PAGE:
Stative Verbs

Stative, or non action verbs do not express action.  They express a state or condition, and usually only occur in the Present Simple.  When they do occur in the Present Progressive, there is often a difference in meaning.

Some common stative verbs are:

Attitudes and Emotions

  • love, like, hate, dislike, fear
  • want, need, prefer, appreciate
  • doubt, wish, care, mind, promise, deny, concern

Belief and Knowledge

  • believe, know, think, feel (= opinion), hope, doubt, imagine
  • mean, understand, realize, suppose, guess
  • remember, forget, agree, disagree

Descriptions and measurements

  • be, appear, look (= seem), look like, seem, resemble
  • sound, sound like
  • weigh (have weight), measure (have length), cost
  • fit, contain

Possession and Relationships

  • have, own, possess
  • owe, belong, depend on
  • include, contain, consist of

Senses

  • see, hear, smell, taste, feel
  • ache, hurt, burn, itch, sting

✔ He owes me money.      ✘ He’s owing me money.

✔ They seem happy.         ✘ They are seeming happy.

✔ I forget his name.           ✘ I’m forgetting his name.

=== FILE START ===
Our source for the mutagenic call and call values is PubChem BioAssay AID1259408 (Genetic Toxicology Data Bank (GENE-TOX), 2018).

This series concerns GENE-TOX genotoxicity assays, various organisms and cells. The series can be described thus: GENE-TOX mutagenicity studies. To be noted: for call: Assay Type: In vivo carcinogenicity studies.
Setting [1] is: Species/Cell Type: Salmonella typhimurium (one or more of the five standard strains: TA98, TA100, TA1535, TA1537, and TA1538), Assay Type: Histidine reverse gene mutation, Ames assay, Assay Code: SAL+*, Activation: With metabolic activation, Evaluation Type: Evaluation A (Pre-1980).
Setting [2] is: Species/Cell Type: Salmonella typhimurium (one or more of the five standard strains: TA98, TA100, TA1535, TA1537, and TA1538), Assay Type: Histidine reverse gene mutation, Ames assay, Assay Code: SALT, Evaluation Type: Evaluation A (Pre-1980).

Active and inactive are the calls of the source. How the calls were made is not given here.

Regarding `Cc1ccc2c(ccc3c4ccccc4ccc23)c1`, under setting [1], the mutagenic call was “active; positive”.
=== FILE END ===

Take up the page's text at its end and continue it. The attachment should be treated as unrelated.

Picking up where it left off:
✔ She knows the answer.  ✘ She is knowing the answer.

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Some verbs can be both stative and active, with a difference in meaning.

Present Simple (stative)                                                     Present Progressive (active)

I think this is delicious (belief)                 We’re thinking about moving (mental activity)

It weighs a lot (measurement)                   I’m weighing it on the scale (physical activity)

She has six cats (possession)                                        She’s having a bad time (experience)

He has a nice house (possession)                        He’s having lunch with Jennifer (eating)

This soup tastes great (it has a certain flavour)       The chef is tasting the soup (action)

I smell something gross (it has a certain smell)           I’m smelling each flower (action)

I see him (he’s over there)                                    I’m seeing him (I’m dating / meeting him)

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The “be” verb is usually stative, but when it’s used in the continuous it suggests temporary, or atypical behaviour.

Present Simple (stative)                                                     Present Progressive (active)

My kids are good. (they’re always good)  My kids are being good! (usually they are bad)

You are stupid (it’s part of your personality)                      You are being stupid (only now)

He wears nice clothes (all the time)                       He’s wearing nice clothes (only today)

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